2. Redacted data in NICE appraisals makes it more difficult for LMICs to assess the evidence and develop their own recommendations
Positive recommendations by NICE creates pressure on LMICs to approve treatments, especially in countries with higher levels of health coverage as they seek to incorporate new treatments into their benefit packages. Yet, despite having less ability to pay and smaller budgets for health, LMICs often pay a similar list price to HICs for new medicines, and occasionally pay even more. Policy makers in several LMICs often use price data from countries like the UK to inform price regulation and price negotiations but in doing so they face a conundrum: how to approach medicines that were only considered to be cost-effective by NICE after substantial confidential discounts. In other words, how to reference UK prices if the only available information is list prices that they know are much higher than the real prices paid.
For example, nivolumab is an immunotherapy that was found to be cost-effective by NICE in 2021 and has a list price of GBP £1,097 for 100 mg in the UK (USD 1,443), but the decision to recommend nivolumab was made based on a confidential price that is unknown but definitely much lower than the stated list price. LMICs pay a price similar to the UK list price, Colombia and Brazil pay USD 1,318 and USD 1,679 respectively for the same unit, and have to make their recommendation decisions knowing that they are not referencing real prices and are paying prices as high, or maybe even higher, than the publicly listed price in the UK.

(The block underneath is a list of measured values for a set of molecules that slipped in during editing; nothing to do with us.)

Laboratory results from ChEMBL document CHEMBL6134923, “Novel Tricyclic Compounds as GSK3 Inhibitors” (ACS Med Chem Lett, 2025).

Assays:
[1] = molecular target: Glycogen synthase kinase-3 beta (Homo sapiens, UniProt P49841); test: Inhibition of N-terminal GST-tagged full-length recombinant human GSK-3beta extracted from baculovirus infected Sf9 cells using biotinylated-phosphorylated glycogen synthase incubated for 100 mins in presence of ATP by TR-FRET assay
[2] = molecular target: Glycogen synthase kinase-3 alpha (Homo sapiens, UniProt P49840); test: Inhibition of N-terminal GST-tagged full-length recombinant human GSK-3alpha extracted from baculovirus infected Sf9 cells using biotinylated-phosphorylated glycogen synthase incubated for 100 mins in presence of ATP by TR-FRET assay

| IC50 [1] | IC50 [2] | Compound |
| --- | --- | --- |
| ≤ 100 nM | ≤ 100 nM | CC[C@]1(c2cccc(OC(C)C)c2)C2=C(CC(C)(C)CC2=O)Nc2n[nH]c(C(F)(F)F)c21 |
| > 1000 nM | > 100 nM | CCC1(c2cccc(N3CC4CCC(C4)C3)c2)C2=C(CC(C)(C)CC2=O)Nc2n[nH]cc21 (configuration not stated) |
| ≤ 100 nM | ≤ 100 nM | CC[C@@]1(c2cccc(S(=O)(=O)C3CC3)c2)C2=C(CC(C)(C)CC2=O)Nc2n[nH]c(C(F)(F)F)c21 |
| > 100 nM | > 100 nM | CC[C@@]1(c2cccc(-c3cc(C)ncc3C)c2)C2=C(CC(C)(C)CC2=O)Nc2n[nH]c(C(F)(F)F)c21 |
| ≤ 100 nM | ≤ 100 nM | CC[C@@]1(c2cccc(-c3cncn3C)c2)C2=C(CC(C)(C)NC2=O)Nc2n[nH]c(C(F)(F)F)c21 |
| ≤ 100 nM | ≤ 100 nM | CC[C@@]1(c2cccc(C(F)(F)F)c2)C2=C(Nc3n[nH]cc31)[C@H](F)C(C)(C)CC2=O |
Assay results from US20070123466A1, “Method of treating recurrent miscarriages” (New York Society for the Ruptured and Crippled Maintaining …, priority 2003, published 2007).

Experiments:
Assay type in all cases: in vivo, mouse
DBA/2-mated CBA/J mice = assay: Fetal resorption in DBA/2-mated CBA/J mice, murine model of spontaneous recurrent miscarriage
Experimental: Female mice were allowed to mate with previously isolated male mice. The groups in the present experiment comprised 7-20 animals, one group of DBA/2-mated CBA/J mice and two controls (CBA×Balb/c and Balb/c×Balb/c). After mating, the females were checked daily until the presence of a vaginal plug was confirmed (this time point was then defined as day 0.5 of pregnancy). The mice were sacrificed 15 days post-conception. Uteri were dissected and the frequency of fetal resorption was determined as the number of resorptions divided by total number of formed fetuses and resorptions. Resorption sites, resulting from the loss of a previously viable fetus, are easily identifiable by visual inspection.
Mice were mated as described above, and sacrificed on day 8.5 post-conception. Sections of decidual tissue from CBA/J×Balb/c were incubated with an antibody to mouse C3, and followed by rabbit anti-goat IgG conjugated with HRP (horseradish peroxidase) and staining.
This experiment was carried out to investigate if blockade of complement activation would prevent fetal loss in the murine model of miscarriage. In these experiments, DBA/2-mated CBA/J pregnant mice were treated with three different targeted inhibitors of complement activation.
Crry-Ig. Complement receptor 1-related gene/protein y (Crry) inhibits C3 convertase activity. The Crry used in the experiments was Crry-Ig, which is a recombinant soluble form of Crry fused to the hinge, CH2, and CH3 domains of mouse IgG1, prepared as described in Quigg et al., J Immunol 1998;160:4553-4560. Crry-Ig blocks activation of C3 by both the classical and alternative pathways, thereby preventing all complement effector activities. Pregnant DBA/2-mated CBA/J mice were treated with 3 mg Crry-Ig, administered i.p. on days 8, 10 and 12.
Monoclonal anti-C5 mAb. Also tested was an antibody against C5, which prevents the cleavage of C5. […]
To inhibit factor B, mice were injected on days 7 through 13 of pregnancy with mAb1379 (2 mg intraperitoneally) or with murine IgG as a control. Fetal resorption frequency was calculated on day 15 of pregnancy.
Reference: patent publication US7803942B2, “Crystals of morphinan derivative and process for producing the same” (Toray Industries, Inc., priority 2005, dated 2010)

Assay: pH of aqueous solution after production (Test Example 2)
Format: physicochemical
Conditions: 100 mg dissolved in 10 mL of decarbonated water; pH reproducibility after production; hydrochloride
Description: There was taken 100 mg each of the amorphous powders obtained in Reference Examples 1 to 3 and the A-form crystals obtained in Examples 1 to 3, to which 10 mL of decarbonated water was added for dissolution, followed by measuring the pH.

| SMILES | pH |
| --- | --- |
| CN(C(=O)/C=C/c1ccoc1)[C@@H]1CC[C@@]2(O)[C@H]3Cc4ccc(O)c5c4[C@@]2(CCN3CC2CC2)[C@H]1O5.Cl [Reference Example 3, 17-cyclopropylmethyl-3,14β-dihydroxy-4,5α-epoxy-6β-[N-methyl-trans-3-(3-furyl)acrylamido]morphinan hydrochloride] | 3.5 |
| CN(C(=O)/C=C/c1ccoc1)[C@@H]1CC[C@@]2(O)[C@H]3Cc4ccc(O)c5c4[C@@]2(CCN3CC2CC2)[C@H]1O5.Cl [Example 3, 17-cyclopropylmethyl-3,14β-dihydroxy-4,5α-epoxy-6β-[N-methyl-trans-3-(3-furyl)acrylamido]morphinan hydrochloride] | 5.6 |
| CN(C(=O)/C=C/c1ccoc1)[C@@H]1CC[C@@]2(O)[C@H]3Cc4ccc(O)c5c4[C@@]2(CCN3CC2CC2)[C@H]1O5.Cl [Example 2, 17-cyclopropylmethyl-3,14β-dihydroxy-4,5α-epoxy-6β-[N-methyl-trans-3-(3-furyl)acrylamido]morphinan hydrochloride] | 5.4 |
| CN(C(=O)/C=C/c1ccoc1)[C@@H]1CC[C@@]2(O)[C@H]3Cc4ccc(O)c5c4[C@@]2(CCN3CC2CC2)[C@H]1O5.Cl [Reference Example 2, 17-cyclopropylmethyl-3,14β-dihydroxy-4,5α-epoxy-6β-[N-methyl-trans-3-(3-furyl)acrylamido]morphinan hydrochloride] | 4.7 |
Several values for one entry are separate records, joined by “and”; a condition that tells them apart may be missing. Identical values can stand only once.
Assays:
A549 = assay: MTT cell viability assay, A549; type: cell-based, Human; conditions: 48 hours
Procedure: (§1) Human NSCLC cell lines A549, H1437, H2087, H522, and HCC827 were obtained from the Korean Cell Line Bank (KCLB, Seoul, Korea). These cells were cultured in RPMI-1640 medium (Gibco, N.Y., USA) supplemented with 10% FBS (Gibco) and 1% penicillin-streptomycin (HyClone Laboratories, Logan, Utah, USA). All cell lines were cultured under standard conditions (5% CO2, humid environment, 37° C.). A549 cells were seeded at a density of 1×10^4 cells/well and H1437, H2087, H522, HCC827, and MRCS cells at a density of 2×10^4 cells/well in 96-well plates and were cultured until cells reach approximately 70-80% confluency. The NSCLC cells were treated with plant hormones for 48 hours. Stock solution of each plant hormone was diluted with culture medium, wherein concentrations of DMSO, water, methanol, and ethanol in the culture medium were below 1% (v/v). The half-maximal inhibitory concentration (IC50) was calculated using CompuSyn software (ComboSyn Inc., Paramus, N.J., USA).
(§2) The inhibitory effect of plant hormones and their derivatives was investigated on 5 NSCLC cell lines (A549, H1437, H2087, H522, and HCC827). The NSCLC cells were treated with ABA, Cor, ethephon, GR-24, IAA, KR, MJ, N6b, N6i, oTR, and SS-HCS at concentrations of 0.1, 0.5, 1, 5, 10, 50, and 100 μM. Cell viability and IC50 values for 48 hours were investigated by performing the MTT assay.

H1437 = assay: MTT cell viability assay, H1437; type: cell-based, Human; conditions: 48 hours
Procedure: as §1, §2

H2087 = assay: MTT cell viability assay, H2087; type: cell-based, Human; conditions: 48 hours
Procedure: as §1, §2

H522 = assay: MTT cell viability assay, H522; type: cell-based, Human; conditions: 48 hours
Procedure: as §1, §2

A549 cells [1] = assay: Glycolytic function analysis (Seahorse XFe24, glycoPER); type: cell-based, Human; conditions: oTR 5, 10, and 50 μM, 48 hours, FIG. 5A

NICE submissions are also increasingly redacting clinical data which is detrimental for assessments and decisions in LMICs. Understanding the potential clinical benefit of an intervention is essential for payers to determine whether they believe the treatment provides sufficient value. Whilst there is a stronger argument for redacting costs often do not translate to other jurisdictions, the clinical benefits are more likely to be generalisable and are an important consideration in the decision to recommend. Publishing the clinical data included in an HTA assessment assists stakeholders in LMICs to generalise the evidence to the local context, such as comparing the baseline characteristics of patients in trials with local populations.
Finally, redacting data can also remove the context from the committee’s comments and criticisms, making it more difficult to interpret the recommendation or understand the areas of uncertainty which can compromise the decision making for LMICs using this evidence.
3. Redacting data reduces transparency in priority setting systems, undermining the institutionalization of HTA in low- and middle- income countries
Since its creation in 1999, NICE has had an internationally renowned reputation as a rigorous and transparent institution, setting the benchmark for other HTA agencies. LMICs in the burgeoning process of institutionalizing HTA have tried to emulate NICE in terms of setting standards and best practices.
However, with the recent trend towards redaction there is increasingly a lessening in transparency in NICE Technology Appraisal documents which negatively impacts users of HTA evidence in LMICs potentially leading to mistrust in priority setting systems. The increase in redaction also sets a bad precedent for the institutionalisation of HTA in LMICs.
For many years NICE has been the gold standard in the global HTA ecosystem for methods, standards, and best practices. The recommendations made by NICE inform a wide range of decisions in LMICs who rely on NICE as the primary source of evidence-based decision making. Data redaction is increasing opacity in interpreting NICE recommendations, which could harm priority setting decisions in LMICs. We ask for NICE to reconsider the permissible level of redaction in their appraisals in order to benefit LMICs and retain its standing as a respected, reference agency for LMICs to follow.
CGD blog posts reflect the views of the authors, drawing on prior research and experience in their areas of expertise. CGD is a nonpartisan, independent organization and does not take institutional positions.